1) Yeh, and there was no problem with the compound conditions before 6.33, hence the error report.
2) I use the extra parenthesis to give my code clarity and readability, rather than the disgusting forms some people use that are:
if con1 || cont || con3 doing stuff
Which can get people lost if you start placing multiple if's on a line, or the doing stuff and condn look similar, etc etc... you get the idea. Either way I see that poor ethics in code a ton because mIRC allows it for some godforsaken reason. I know mIRC isn't something to be used in a real programming project; but it's still usable as a foundation for users to learn how to work with a simple language and mostly well documented coding language. Just would make more sense if it also enforced at least some proper coding practices such as enclosing your entire if conditionals in parens.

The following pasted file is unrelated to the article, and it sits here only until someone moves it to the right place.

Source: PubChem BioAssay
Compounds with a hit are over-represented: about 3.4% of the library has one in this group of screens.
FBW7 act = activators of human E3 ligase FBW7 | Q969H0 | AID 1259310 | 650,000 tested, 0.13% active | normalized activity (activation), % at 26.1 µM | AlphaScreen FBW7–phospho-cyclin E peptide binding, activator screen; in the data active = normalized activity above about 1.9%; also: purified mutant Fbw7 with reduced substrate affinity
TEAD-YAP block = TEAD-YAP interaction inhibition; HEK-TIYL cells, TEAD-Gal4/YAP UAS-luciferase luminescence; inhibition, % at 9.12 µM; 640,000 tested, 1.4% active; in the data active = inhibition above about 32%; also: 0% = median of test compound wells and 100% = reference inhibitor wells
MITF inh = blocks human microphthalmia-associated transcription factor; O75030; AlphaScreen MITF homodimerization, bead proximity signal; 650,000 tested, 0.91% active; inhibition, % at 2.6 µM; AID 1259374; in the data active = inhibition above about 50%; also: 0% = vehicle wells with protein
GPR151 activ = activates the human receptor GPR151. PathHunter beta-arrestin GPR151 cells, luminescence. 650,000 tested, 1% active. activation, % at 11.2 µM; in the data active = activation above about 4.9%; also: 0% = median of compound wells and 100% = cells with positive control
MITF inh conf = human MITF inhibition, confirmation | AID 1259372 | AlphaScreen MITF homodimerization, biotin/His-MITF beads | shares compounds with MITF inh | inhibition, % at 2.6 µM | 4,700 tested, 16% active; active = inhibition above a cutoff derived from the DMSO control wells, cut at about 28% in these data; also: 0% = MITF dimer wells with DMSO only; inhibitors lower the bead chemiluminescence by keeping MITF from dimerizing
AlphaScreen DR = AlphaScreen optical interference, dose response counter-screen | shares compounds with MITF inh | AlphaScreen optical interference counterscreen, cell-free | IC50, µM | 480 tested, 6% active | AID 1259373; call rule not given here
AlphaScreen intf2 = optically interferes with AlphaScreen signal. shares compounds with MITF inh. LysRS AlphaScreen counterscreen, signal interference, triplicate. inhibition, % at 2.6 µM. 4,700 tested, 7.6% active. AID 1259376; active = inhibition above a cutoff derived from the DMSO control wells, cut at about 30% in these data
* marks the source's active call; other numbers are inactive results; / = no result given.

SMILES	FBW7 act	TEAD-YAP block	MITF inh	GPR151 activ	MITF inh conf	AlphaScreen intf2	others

3) Mirc actually does give operator priorities correctly, but it seems to lose that once parens are invovled when it didn't used to have this problem. If you test the following two lines, which should be completely different.. they are as such.
if ($true || $false) && $false return $true
if $true || $false && $false return $true
The first will give the OR's priority since they're grouped, and then add in the AND. This allows for a false overall statement and so true is not returned.
The second one will perform the AND first, get a $false out of it resulting in "$true || $false" which is still true and thus means the operator priority is still maintained. As such $true is now returned.
When the entire line is grouped is when the funny things start to happen, and that is what I demonstrated in my first posting.
So to put it in these same terms now that you've seen how it works ungrouped..
if (($true || $false) && $false) return $true
Will happily sit by and return $true, despite the statement being false as the ungrouped version specified correctly. This means that somewhere along the parsing of the additional parens, which actually would not change any of the priorities and simply acts as an encapsulator of the entire if line, the internal paren parsing is gone and no longer applies (as I demonstarted in (3) above with the excessive parens.
Hope that makes it clearer!